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This week on Tuesday 27 September 2016 at 12.15pm, I am celebrating the Closing Mass for the Year of Priestly Vocations at Lancaster Cathedral.  Please do come along and support us.  I know so many of you are keeping our priests, seminarians and those discerning their vocation, in your daily prayers.  Thank you for this.

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Until next week,

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May God bless you!

+Michael

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Our Annual Pilgrimage to Cleator

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Dear Friends in Christ,

Welcome back to the Bishop’s Blog – my weekly opportunity to share with you something of my ministry as Bishop of Lancaster.

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Each year, on the Sunday closest to Our Lady’s birthday St. Mary’s parish in Cleator, West Cumbria, hosts a pilgrimage to the Lourdes grotto situated in their extensive church grounds.

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A large crowd of pilgrims from the Diocese of Lancaster and beyond gather for what is always a worthwhile spiritual occasion, and this year was no exception.

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As bishop, it was good to be part of this pilgrimage and to mingle and greet afterwards the many who made the journey to be there.

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The presence of a group of our young people from across the Diocese who set out from our youth centre at Castlerigg Manor the day before to join the pilgrimage was much appreciated. The heart of the pilgrimage is the celebration of Mass followed by Benediction of the Most Blessed Sacrament.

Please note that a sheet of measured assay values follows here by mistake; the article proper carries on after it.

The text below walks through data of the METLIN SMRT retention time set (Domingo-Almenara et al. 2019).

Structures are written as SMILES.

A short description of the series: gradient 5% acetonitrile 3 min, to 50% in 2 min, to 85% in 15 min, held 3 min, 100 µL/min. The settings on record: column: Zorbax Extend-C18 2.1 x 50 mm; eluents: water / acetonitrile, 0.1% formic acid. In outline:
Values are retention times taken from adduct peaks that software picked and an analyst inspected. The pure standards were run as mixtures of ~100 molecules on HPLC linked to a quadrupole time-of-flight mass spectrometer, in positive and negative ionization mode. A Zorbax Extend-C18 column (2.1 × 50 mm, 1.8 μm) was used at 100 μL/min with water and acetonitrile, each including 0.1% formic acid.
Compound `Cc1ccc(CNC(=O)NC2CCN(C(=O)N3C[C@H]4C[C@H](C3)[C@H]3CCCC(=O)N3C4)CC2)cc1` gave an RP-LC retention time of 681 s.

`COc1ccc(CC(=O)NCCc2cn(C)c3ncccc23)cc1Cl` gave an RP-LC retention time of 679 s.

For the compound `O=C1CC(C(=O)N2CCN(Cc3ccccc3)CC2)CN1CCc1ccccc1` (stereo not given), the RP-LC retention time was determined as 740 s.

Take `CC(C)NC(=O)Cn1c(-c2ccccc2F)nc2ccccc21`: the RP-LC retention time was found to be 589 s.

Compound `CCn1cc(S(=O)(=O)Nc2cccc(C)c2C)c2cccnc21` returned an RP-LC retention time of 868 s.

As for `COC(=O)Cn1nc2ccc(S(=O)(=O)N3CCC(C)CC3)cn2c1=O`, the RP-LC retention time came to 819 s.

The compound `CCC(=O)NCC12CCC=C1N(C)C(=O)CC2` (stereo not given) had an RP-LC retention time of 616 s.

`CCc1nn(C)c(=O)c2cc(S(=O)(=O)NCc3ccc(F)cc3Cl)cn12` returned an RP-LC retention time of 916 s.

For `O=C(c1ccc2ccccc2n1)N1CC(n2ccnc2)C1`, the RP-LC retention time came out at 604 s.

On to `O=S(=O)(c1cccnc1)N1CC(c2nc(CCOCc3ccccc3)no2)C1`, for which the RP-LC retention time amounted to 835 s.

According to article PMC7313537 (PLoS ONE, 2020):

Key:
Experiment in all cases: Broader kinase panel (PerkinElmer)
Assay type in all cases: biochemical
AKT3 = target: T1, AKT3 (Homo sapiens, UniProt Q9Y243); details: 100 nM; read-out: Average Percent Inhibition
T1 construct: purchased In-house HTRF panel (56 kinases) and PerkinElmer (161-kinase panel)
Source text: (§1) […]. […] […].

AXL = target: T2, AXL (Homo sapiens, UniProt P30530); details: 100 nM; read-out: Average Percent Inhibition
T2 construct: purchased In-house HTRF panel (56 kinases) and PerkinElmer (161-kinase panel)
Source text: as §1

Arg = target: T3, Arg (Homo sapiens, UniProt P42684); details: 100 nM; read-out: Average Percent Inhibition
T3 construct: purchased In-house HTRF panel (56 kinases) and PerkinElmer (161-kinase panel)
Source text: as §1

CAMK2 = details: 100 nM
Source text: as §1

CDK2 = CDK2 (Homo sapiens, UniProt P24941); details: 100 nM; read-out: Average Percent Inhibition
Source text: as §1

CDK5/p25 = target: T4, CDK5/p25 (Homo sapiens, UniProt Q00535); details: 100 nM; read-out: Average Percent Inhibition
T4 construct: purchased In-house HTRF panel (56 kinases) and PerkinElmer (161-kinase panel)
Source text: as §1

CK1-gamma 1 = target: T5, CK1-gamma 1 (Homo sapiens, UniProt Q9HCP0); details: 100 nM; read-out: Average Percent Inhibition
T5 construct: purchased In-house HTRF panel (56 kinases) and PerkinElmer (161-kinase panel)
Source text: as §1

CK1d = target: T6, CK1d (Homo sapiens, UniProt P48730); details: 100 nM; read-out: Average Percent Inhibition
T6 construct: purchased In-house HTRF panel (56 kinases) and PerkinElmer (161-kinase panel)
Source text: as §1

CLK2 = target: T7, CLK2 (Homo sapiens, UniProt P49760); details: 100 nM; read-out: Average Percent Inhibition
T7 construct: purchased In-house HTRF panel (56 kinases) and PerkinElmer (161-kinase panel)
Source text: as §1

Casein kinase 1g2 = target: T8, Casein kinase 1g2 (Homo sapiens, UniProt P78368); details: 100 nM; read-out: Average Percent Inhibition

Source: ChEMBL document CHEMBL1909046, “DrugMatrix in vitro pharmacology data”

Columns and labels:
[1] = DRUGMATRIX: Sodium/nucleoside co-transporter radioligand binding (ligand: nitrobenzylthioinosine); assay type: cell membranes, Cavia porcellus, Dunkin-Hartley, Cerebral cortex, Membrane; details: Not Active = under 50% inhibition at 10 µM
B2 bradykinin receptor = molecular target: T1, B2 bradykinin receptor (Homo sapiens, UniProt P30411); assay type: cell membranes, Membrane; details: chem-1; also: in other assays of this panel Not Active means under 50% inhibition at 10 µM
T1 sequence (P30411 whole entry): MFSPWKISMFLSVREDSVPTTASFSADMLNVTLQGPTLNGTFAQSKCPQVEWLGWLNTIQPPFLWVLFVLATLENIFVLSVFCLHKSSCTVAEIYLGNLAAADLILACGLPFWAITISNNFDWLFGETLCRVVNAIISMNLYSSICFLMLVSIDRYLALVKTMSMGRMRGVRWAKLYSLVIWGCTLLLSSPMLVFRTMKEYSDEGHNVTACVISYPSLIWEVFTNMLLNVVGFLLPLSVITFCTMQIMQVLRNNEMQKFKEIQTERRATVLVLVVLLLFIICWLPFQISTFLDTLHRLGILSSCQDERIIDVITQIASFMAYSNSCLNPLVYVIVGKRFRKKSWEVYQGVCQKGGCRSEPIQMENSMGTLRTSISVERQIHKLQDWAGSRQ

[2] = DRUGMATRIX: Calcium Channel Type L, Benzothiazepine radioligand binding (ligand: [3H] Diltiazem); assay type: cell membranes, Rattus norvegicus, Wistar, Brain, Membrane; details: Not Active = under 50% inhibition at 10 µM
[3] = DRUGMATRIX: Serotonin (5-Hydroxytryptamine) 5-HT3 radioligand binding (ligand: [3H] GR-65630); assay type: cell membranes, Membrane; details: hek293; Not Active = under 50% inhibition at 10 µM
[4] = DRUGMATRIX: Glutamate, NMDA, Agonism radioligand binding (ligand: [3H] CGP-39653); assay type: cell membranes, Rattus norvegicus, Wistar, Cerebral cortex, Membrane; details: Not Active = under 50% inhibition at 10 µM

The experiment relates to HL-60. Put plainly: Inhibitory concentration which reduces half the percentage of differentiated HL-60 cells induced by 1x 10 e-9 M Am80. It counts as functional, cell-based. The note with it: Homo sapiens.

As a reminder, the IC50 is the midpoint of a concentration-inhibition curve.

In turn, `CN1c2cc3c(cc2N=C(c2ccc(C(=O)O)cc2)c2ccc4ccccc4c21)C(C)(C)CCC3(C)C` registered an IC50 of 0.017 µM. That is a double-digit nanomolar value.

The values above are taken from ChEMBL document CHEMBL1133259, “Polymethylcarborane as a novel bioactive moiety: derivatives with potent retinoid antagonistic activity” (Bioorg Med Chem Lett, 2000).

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The prevailing weather on the day usually determines if we can have the Mass outside or in the lovely St. Mary’s church, originally designed by one of the Pugin family. The strong wind and damp ground meant that we were inside the church this year.

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Priests from the local deanery and those having associations with Cleator parish joined me in the concelebrated Mass.

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It was obvious to me at the conclusion of the Mass on Sunday just how happy people are to be part of a pilgrimage, be it for a brief afternoon or perhaps for a longer period.

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There is a sense of satisfaction in people coming together as a faith community, in a holy place dedicated to Our Lady, and where petitions are made, prayers heard and answered, all within the context of the greatest and most powerful prayer we have – the sacrifice of the Mass.

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In this Year of Mercy we were also made aware in a particular way of God’s infinite mercy which reaches out and touches each single one of us.